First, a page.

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This Day in History

Posted: Monday, June 15, 2009

In Alaska, in the Nation and the World

In Alaska

• In 1949, a Reclamation Bureau report to President Harry Truman claimed it was quite conceivable that unless a development plan was made for Alaska, its resources might be divided among the people of the world by the United Nations.

• In 1954, an Anchorage woman fired six shots at her husband while he lay in bed and missed with all of them. She was charged with careless use of a firearm.

• In 1958, the rain swollen Matanuska River inundated thousands of acres in the Big Valley area between Palmer and Ekluina.

• In 1970, the trial of Teamsters Union official Jesse Carr on a charge of embezzlement began.

In the nation

• In 1775, the Second Continental Congress voted unanimously to appoint George Washington head of the Continental Army.

• In 1836, Arkansas became the 25th state.

• In 1844, Charles Goodyear received a patent for his process to vulcanize rubber.

• In 1864, Secretary of War Edwin M. Stanton signed an order establishing a military burial ground, which became Arlington National Cemetery.

• In 1904, more than 1,000 people died when fire erupted aboard the steamboat General Slocum in New York's East River.

• In 1969, the variety show "Hee Haw," a fast-paced mixture of country music and comedy skits, premiered on CBS-TV.

• In 2004, the Southern Baptist Convention quit a global federation of Baptist denominations as SBC leaders denounced the Baptist World Alliance and other groups for accepting liberal theology. The Detroit Pistons beat the Los Angeles Lakers 100-87 in Game 5 of the NBA Finals for their first championship in 14 years.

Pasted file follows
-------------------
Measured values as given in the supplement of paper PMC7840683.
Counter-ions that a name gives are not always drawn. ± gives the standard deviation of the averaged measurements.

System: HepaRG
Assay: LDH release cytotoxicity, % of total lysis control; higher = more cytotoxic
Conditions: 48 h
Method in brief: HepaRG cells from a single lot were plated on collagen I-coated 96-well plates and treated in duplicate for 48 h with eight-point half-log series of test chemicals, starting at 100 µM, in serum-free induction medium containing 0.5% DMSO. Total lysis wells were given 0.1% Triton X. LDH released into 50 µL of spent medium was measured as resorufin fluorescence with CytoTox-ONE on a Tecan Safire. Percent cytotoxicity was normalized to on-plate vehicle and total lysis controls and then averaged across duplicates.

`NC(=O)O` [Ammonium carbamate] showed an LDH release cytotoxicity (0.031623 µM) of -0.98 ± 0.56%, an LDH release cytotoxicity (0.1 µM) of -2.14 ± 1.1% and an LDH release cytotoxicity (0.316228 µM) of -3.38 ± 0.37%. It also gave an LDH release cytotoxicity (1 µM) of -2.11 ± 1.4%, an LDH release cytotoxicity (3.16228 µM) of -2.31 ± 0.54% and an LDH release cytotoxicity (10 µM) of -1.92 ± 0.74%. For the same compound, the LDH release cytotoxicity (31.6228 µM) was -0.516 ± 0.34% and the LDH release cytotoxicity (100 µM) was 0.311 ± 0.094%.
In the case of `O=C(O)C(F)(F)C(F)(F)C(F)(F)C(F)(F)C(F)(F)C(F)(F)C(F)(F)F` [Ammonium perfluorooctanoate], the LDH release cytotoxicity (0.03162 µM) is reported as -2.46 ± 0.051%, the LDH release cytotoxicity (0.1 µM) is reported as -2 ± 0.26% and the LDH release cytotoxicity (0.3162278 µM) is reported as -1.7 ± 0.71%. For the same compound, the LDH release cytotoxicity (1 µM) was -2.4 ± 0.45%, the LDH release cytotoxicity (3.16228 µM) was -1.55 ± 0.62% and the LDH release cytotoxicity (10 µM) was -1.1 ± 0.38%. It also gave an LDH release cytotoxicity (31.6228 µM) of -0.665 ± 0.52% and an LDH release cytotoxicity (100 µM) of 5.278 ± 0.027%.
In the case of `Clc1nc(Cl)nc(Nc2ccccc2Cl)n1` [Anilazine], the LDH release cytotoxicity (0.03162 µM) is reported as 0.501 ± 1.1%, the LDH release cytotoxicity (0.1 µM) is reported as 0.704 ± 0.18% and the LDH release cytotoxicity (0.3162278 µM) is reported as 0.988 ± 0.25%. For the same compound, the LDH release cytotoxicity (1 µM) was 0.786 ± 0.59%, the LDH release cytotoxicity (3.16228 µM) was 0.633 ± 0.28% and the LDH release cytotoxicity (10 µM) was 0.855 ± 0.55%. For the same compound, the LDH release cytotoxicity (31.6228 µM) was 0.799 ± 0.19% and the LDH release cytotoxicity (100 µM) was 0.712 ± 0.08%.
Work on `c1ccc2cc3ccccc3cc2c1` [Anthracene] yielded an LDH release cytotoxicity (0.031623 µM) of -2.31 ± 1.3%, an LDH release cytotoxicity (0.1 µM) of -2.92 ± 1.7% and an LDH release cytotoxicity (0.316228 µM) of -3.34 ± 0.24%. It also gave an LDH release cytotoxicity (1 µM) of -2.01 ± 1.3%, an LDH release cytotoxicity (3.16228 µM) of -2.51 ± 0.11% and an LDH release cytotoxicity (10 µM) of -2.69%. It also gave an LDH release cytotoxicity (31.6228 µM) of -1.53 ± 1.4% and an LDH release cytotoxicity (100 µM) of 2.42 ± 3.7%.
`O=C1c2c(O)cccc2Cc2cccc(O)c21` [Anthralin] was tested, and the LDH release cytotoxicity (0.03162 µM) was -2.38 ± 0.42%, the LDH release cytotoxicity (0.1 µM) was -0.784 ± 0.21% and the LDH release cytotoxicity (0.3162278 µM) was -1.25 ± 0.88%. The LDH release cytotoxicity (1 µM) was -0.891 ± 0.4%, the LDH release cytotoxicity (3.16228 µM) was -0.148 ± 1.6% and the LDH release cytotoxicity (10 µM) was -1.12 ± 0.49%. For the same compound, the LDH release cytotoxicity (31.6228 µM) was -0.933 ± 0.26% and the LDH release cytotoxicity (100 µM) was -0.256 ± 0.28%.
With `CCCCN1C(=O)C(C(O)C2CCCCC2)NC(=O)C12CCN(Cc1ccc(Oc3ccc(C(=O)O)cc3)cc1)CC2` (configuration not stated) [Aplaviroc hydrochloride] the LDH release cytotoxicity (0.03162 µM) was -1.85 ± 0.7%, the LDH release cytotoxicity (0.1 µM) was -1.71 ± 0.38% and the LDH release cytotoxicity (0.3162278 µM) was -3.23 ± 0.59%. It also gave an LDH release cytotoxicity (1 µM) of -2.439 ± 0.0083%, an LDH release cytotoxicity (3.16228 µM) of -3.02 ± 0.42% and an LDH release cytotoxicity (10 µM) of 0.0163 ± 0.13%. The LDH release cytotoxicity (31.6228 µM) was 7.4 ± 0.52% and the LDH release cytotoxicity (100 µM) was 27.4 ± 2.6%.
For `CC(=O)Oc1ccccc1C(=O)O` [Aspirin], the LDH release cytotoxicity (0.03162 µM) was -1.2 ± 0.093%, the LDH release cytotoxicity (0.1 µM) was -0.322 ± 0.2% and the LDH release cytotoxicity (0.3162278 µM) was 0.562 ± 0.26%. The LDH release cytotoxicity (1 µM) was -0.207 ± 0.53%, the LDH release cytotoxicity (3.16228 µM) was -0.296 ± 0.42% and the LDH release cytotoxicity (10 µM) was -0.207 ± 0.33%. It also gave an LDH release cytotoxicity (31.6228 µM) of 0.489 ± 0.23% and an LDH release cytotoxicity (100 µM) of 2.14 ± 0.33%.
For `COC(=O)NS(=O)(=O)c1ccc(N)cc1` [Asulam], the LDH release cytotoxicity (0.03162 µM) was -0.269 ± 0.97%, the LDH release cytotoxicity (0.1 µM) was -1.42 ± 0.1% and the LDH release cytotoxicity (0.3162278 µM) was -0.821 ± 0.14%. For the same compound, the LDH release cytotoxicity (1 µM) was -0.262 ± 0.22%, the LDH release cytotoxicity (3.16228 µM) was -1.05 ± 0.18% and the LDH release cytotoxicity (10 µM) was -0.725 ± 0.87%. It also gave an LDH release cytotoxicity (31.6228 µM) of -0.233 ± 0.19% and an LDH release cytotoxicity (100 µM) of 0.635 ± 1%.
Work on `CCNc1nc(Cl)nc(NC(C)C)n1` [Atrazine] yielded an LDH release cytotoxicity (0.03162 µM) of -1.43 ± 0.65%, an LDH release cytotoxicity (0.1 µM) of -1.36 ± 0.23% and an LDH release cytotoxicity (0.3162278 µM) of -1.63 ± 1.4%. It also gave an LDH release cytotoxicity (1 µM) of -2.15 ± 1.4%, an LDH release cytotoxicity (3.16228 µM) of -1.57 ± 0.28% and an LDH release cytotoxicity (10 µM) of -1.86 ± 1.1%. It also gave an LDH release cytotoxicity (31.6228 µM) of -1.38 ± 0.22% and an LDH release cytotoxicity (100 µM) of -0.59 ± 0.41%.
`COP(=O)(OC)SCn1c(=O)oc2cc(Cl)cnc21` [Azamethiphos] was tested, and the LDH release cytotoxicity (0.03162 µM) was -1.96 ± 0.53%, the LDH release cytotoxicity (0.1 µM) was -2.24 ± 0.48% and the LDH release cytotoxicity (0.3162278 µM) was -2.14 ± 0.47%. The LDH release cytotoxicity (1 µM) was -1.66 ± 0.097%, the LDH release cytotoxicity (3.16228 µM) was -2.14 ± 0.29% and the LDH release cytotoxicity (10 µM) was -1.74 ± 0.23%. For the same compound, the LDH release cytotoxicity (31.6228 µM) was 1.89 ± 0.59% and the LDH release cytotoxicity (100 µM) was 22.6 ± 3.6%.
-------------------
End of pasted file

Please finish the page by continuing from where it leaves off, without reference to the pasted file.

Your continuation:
• In 2008, the NBC News program "Meet the Press" paid tribute to its host, Tim Russert, who had unexpectedly died two days earlier. "In the Heights" was named best musical, "August: Osage County," best play, at the Tony Awards.

In the world

• In 1944, American forces began their successful invasion of Saipan during World War II. B-29 Superfortresses made their first raids on Japan.

• In 1978, King Hussein of Jordan married 26-year-old American Lisa Halaby, who became Queen Noor.

• In 1994, Israel and the Vatican established full diplomatic relations.

• In 1999, thousands of ethnic Albanian refugees flooded back into Kosovo while thousands of Serbs fled. Vessels from North Korea and South Korea clashed on the Yellow Sea; about 30 North Korean sailors are believed to have died. A magnitude 7 earthquake in central Mexico killed at least 17 people.

• In 2004, Tim Berners-Lee received the $1.2 million Millennium Technology Prize in Helsinki for creating the World Wide Web.

• In 2008, President George W. Bush went for a bike ride and attended church in Paris, then he and his wife, Laura, traveled to London for meetings with Queen Elizabeth II and Prince Philip, as well as Prime Minister Gordon Brown and his wife, Sarah.



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